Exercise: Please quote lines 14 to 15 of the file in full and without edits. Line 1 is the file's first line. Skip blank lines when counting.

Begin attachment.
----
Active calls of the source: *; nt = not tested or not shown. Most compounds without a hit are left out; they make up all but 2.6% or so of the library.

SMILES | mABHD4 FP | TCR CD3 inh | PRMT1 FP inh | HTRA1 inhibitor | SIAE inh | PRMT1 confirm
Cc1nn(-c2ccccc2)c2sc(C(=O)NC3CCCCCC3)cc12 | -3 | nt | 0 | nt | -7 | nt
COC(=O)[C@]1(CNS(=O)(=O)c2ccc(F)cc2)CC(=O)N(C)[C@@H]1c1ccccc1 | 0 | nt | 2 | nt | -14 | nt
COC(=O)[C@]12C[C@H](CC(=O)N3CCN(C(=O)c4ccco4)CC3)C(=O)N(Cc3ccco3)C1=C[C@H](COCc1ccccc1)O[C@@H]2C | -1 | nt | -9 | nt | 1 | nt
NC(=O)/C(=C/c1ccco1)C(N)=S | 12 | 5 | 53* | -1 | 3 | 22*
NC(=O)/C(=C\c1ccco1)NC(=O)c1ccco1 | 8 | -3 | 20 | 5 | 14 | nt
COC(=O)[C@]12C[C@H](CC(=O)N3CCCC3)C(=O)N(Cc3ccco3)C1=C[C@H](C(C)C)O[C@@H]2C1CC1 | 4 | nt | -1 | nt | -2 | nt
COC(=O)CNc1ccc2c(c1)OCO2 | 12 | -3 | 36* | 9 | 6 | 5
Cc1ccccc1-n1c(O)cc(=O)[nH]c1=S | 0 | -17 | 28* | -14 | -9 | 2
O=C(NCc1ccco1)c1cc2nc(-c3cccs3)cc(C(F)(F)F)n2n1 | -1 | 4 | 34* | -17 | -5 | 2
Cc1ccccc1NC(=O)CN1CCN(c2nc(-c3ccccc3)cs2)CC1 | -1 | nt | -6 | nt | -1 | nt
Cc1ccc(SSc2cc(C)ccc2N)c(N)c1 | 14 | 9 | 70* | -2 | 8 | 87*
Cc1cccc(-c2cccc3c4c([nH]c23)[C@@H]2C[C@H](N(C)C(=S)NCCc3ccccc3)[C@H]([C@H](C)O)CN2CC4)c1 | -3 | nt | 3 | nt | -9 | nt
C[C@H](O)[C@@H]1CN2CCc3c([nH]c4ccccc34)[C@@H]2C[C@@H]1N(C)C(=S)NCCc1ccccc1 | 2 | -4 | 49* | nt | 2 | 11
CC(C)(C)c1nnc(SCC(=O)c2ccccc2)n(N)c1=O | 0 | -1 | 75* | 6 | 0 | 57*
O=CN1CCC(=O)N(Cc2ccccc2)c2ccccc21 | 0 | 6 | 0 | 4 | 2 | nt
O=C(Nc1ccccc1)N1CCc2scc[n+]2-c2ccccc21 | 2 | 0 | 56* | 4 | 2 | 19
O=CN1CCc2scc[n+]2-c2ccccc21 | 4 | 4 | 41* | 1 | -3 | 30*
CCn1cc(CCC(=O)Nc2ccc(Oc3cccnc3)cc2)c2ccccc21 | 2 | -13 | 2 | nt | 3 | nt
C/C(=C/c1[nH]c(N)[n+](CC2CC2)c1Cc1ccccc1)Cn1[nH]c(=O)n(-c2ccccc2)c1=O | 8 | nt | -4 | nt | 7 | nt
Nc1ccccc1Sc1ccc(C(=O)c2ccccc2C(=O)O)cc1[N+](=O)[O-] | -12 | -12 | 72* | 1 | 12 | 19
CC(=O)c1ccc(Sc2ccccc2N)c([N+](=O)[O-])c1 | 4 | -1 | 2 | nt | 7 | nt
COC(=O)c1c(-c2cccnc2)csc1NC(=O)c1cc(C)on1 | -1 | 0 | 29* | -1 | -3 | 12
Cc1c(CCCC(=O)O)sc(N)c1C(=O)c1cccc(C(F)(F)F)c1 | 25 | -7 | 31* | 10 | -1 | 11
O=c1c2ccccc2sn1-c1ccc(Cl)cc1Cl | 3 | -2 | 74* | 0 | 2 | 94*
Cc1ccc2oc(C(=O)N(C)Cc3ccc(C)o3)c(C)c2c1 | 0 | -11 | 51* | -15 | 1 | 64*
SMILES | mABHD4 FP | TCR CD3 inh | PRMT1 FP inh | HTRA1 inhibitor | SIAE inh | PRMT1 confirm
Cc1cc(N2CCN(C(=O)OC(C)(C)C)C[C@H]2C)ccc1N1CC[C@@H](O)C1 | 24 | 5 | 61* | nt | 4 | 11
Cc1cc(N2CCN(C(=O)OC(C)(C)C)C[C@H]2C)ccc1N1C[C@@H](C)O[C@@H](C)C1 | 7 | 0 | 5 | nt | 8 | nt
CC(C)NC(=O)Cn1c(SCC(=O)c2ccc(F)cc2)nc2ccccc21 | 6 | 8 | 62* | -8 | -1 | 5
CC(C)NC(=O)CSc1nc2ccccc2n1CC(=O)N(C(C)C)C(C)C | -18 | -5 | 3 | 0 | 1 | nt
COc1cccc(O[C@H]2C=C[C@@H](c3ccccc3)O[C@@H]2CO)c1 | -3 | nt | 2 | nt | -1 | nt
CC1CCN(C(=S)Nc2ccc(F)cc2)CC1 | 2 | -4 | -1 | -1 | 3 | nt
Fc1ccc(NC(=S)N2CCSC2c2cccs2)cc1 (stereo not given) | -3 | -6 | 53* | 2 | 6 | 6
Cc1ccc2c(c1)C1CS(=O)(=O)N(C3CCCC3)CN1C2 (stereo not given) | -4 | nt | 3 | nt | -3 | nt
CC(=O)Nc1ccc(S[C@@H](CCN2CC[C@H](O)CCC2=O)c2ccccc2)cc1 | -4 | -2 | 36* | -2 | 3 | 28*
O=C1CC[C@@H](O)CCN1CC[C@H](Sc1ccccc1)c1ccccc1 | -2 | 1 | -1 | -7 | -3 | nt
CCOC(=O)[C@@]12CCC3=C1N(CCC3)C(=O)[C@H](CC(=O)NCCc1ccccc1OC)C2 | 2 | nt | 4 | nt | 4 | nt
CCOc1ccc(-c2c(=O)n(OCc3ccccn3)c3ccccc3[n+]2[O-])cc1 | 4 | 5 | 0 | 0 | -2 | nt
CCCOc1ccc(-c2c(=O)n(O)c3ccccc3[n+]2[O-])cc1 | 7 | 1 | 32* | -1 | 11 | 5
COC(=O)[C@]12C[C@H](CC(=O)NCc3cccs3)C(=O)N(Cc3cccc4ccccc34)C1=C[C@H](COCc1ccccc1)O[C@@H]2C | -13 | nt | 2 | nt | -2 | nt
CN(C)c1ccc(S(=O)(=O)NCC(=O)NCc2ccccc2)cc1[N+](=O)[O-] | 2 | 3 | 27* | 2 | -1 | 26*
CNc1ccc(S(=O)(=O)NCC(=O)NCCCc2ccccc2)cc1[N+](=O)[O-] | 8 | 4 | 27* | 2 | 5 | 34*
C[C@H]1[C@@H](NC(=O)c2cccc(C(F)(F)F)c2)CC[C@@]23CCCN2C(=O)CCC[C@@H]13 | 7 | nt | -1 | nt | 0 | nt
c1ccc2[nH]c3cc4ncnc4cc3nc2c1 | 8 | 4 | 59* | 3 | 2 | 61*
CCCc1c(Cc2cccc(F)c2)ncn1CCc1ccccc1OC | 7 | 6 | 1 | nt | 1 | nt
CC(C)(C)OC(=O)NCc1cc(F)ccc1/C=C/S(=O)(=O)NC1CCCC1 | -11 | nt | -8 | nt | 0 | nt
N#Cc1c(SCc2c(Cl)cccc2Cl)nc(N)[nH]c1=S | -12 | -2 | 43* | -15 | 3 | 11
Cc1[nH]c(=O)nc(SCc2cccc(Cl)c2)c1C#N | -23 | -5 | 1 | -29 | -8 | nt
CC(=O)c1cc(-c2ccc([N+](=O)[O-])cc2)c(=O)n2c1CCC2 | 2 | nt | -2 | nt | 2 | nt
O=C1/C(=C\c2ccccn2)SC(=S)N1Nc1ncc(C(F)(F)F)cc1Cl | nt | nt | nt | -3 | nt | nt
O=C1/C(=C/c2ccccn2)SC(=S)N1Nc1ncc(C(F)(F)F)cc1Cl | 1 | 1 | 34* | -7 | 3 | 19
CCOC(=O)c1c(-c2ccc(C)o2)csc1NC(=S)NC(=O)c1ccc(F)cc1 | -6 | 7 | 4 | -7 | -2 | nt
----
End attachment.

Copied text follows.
Cc1cccc(-c2cccc3c4c([nH]c23)[C@@H]2C[C@H](N(C)C(=S)NCCc3ccccc3)[C@H]([C@H](C)O)CN2CC4)c1 | -3 | nt | 3 | nt | -9 | nt
C[C@H](O)[C@@H]1CN2CCc3c([nH]c4ccccc34)[C@@H]2C[C@@H]1N(C)C(=S)NCCc1ccccc1 | 2 | -4 | 49* | nt | 2 | 11